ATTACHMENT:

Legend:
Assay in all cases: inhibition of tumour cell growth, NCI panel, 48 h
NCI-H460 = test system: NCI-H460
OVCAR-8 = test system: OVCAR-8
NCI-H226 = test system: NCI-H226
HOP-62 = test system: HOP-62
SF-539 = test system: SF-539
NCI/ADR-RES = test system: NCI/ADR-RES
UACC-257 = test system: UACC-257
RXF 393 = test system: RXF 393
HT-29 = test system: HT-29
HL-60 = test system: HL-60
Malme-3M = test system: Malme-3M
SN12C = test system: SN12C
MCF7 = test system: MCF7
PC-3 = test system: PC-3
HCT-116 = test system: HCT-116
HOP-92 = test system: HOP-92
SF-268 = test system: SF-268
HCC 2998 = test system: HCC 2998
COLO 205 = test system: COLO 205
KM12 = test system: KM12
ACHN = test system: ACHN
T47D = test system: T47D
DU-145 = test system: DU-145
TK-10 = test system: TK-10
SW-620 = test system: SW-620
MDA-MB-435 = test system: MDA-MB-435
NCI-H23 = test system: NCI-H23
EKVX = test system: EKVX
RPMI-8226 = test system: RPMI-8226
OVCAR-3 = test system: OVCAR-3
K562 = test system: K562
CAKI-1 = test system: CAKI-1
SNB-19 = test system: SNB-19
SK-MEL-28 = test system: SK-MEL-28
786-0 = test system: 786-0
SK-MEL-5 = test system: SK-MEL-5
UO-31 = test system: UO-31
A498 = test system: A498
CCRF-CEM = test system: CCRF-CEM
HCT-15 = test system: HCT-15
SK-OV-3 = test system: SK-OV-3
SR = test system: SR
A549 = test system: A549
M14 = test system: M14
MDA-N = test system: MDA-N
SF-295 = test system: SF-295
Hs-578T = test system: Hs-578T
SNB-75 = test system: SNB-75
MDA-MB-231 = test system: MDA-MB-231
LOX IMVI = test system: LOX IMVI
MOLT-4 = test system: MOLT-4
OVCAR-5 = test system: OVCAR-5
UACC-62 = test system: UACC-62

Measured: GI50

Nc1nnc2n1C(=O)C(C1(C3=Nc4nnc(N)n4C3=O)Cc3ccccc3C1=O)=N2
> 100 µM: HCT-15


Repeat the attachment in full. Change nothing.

Legend:
Assay in all cases: inhibition of tumour cell growth, NCI panel, 48 h
NCI-H460 = test system: NCI-H460
OVCAR-8 = test system: OVCAR-8
NCI-H226 = test system: NCI-H226
HOP-62 = test system: HOP-62
SF-539 = test system: SF-539
NCI/ADR-RES = test system: NCI/ADR-RES
UACC-257 = test system: UACC-257
RXF 393 = test system: RXF 393
HT-29 = test system: HT-29
HL-60 = test system: HL-60
Malme-3M = test system: Malme-3M
SN12C = test system: SN12C
MCF7 = test system: MCF7
PC-3 = test system: PC-3
HCT-116 = test system: HCT-116
HOP-92 = test system: HOP-92
SF-268 = test system: SF-268
HCC 2998 = test system: HCC 2998
COLO 205 = test system: COLO 205
KM12 = test system: KM12
ACHN = test system: ACHN
T47D = test system: T47D
DU-145 = test system: DU-145
TK-10 = test system: TK-10
SW-620 = test system: SW-620
MDA-MB-435 = test system: MDA-MB-435
NCI-H23 = test system: NCI-H23
EKVX = test system: EKVX
RPMI-8226 = test system: RPMI-8226
OVCAR-3 = test system: OVCAR-3
K562 = test system: K562
CAKI-1 = test system: CAKI-1
SNB-19 = test system: SNB-19
SK-MEL-28 = test system: SK-MEL-28
786-0 = test system: 786-0
SK-MEL-5 = test system: SK-MEL-5
UO-31 = test system: UO-31
A498 = test system: A498
CCRF-CEM = test system: CCRF-CEM
HCT-15 = test system: HCT-15
SK-OV-3 = test system: SK-OV-3
SR = test system: SR
A549 = test system: A549
M14 = test system: M14
MDA-N = test system: MDA-N
SF-295 = test system: SF-295
Hs-578T = test system: Hs-578T
SNB-75 = test system: SNB-75
MDA-MB-231 = test system: MDA-MB-231
LOX IMVI = test system: LOX IMVI
MOLT-4 = test system: MOLT-4
OVCAR-5 = test system: OVCAR-5
UACC-62 = test system: UACC-62

Measured: GI50

Nc1nnc2n1C(=O)C(C1(C3=Nc4nnc(N)n4C3=O)Cc3ccccc3C1=O)=N2
> 100 µM: HCT-15